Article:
I know abuse when I see it. I know abusers. I know how they make you feel. They hold the cards, they're in a position of power, and all you can do is cower before them. The police are supposed to be on your side, but often they're not. They don't want to get involved. They're like the media today: They don't want to tell it like it is. They don't want to risk anything on your behalf.

Is Donald Trump as bad as all that? You tell me. Pardon me if I don't want a man like that with his finger on the nuclear trigger.

I realize now that I've had to stop watching election coverage because it reminds me of too many bad things - things I've seen way too much of. This entire election cycle has been massively dysfunctional and unhealthy on so many levels. The phrase "national embarrassment" just doesn't cover it. If we are truly a great country, we deserve so much better.

There's something else I know about abuse: Eventually the truth will reveal itself. People get sick of being gaslighted, abused, made to feel they're stupid losers. People catch on and begin to see the abuser for what he is.

For all of our sakes, let's hope this happens before election day.

Tuesday, September 6, 2016

Jacob Wetterling and the Problem of Evil

On October 22, 1989, an eleven-year-old boy named Jacob Wetterling was abducted at gunpoint and taken to a rock quarry where he was raped and murdered. For twenty-seven years, his death was a mystery. This week, his murderer finally confessed to the crime.

It's the sort of thing that hurts your heart.

Confronted with such terrible ugliness and brutality, we turn to religion for answers, and we ask the following questions:

  • Why is there evil in the world? What purpose does it serve? Where does it come from? 
  • If God is omnipotent - if he can do anything he chooses - why does he sit back in silence and allow such horrific things to happen to the most innocent and vulnerable among us? 
  • If God loves us, why does he allow such terrible things to happen to us?

When we try to answer such questions, we encounter what theologians call the problem of evil. Each believer, no matter the denomination or creed or religious tradition, will encounter this thorny problem - and it's the one problem that uniquely demonstrates the poverty of our religious ideas.

Fact is, religion has no good answers. We go round and round in circles.

We are told that God is omnipotent and almighty and can do as he pleases. So we are forced to ask: Why doesn't he intervene when a child falls into the clutches of a monster? How can he sit back in silence and do nothing? How can someone who supposedly loves you be so indifferent to your suffering?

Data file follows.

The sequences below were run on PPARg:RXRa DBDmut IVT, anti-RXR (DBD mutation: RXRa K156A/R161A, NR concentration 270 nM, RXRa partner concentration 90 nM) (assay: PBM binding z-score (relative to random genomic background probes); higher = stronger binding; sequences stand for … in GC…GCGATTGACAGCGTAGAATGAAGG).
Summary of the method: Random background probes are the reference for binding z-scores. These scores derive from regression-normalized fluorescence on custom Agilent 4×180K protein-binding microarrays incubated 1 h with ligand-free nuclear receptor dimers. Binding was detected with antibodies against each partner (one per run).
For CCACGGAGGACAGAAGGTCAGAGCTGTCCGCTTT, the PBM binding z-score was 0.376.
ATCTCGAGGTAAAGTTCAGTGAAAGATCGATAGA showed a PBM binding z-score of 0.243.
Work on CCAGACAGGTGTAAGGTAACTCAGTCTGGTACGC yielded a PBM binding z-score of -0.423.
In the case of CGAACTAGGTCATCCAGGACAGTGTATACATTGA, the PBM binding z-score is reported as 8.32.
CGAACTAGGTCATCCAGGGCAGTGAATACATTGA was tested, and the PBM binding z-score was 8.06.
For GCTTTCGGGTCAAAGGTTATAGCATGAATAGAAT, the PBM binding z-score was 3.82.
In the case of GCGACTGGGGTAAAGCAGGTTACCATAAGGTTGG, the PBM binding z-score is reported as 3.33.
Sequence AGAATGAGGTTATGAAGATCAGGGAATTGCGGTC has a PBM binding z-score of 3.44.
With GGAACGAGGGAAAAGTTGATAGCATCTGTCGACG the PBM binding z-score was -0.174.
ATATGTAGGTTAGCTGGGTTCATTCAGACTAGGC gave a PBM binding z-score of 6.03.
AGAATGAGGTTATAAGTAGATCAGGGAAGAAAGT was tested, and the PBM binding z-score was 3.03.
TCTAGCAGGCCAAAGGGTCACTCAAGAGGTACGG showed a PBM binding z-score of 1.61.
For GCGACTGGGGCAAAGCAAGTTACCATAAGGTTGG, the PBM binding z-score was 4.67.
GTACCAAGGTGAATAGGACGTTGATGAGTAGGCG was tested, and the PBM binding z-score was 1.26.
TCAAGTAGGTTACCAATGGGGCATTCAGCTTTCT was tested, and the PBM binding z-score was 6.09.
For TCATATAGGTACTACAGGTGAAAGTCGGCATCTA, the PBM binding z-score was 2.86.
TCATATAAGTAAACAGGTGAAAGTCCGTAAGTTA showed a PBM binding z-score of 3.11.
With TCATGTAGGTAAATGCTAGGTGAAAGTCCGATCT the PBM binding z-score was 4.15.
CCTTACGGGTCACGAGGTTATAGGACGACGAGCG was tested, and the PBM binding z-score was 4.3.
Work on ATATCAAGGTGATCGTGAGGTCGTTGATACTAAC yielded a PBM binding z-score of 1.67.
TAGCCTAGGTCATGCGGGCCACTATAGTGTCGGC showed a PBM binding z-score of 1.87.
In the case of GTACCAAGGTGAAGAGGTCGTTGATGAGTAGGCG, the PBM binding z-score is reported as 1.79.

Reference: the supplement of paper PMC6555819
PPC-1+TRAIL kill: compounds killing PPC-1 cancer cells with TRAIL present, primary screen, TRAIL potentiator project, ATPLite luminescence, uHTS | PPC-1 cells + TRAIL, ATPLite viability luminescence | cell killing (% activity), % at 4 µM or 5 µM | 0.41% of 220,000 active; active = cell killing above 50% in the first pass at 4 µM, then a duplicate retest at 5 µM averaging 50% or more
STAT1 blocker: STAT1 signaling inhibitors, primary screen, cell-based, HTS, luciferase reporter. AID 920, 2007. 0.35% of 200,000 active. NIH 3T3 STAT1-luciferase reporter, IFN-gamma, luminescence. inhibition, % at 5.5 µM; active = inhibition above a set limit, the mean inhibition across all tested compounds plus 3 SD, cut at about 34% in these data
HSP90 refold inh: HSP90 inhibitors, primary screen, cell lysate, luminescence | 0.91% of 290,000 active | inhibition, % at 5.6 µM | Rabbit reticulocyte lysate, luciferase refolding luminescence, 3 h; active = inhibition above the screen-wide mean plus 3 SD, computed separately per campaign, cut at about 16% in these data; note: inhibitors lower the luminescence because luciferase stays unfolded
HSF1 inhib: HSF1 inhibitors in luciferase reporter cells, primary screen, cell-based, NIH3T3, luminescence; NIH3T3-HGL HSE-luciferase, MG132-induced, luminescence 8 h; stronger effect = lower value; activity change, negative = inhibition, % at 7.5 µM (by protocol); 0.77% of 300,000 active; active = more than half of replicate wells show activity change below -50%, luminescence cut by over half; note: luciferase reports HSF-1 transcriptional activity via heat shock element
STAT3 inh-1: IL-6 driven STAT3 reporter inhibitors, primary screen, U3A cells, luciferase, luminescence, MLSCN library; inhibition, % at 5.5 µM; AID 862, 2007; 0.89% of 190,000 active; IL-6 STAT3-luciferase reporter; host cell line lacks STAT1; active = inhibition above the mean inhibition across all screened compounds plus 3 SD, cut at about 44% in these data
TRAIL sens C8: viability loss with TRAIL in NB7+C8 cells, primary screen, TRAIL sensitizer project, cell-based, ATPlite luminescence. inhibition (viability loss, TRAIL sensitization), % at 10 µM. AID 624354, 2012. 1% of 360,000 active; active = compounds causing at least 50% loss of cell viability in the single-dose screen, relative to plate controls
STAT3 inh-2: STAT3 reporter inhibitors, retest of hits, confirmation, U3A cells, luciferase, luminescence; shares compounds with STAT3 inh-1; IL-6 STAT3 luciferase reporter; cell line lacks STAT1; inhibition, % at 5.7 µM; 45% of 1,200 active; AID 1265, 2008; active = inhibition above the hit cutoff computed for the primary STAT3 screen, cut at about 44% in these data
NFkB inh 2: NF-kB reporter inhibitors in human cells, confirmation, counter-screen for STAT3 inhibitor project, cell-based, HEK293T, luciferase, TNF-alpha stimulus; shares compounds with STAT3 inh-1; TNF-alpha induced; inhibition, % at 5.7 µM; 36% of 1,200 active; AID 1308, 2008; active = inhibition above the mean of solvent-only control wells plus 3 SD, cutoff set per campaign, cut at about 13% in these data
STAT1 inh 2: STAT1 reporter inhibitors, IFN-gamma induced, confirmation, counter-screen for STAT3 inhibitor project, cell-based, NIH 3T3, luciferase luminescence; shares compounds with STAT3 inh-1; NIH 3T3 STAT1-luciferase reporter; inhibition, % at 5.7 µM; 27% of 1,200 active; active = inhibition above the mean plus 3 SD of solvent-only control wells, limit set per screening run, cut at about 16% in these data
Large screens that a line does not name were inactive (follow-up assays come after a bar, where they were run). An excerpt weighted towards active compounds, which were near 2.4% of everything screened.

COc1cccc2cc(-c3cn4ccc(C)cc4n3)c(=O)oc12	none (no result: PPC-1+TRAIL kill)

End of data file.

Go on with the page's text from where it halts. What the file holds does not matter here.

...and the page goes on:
We are told:

  • He allows such things so that a greater good might arise
  • He allows such things so that a greater evil will not occur
  • He has given mankind free will and must respect our free will, even when we use it to do evil, terrible things
  • Or, we fall back on the old standard: God's ways are not our ways. We are too small and too limited to understand his purposes and intentions. These, of course, are not answers at all.

Those of us who have experienced tragic things in our lives inevitably find ourselves one day pondering the problem of evil. We ask God: Why did you allow this to happen? Why me? What did I do to deserve this? Why didn't you help me? I thought you loved me ... if you loved me, you would have helped me.

God, of course, does not respond.

Well-meaning souls assure us that "God's ways are not our ways" or that God always brings "something good" out of the evil we experience.

Any serious believer will eventually explore this problem, as I have and so many others have. Numerous books and papers have been written about it.

Explore the Bible, if you want. Dig into the Quran, or the Gita, or the Vedas, or any sacred scripture. You will not find a satisfactory answer.

There are times, though, when we need answers, when silence and sophistry are simply not good enough. 

The death of a child at the hands of a monster is one such time. 

Yet religion cannot comfort us. It cannot explain what happened to this little boy. It can conjecture and speculate and guess, but it can't answer the questions we ask. No amount of theological hair-splitting will comfort this boy's parents, his family, his friends.  No amount of well-intentioned claptrap can hide the fact that religion has no genuine answers. 

All it can do is what it does best, which is offer hope when there is no hope. The religious person will say Jacob Wetterling is in a better place. We certainly hope so. The religious person will say that his murderer will be judged by God and most likely spend eternity in hell. We certainly hope so.

But ... whether those things are true is anyone's guess.

At the end of the day, the problem of evil confronts us with the fact that God, although he is all powerful, chooses silence and indifference no matter how horrific the crime or how innocent the victim. God sits back, allows it to happen, updates his scorecard. Apparently he has his reasons, Needless to say, these are not the actions of what we understand to be a loving person. 

If God does not answer the cries of a child being raped and murdered, what cries will he answer? If he is not moved by such a horrific scene, what will move him, if anything at all? 

If he - or she - won't protect the most vulnerable among us, who will he/she protect? 

If this entity is not interested in children like Jacob, what makes us believe he has any interest in any of us at all? 

What is the purpose of titles like "Savior" and "Deliverer" and "King of Kings"? 

We are told that "God so loved the world" that he allowed his only child to be viciously  murdered. What are we to make of such statements?

Jacob Wetterling is only one child, but there are many Jacobs all over the world, so many boys and girls who, even today, are being raped and murdered. In fact, history is littered with dead bodies - a holocaust of innocents who paid the price for others exercising their free will. If God knew we would abuse free will in such a horrendous fashion, why give it to us? We are assured that the good that comes from free will outweighs the bad - but try telling that to Jacob's mother. 

We are left with the question: 


Perhaps the answer has less to do with God and more with us and what we allow. Perhaps it is our own silence and indifference that allows monsters to roam so freely. Perhaps, at the end of the day, these children are victims of the world we created, a world filled with violence, hatred, endless self-seeking and self-absorption, and more weapons than we know what to do with. 

Perhaps someday we'll learn how to create a world where life truly is sacred.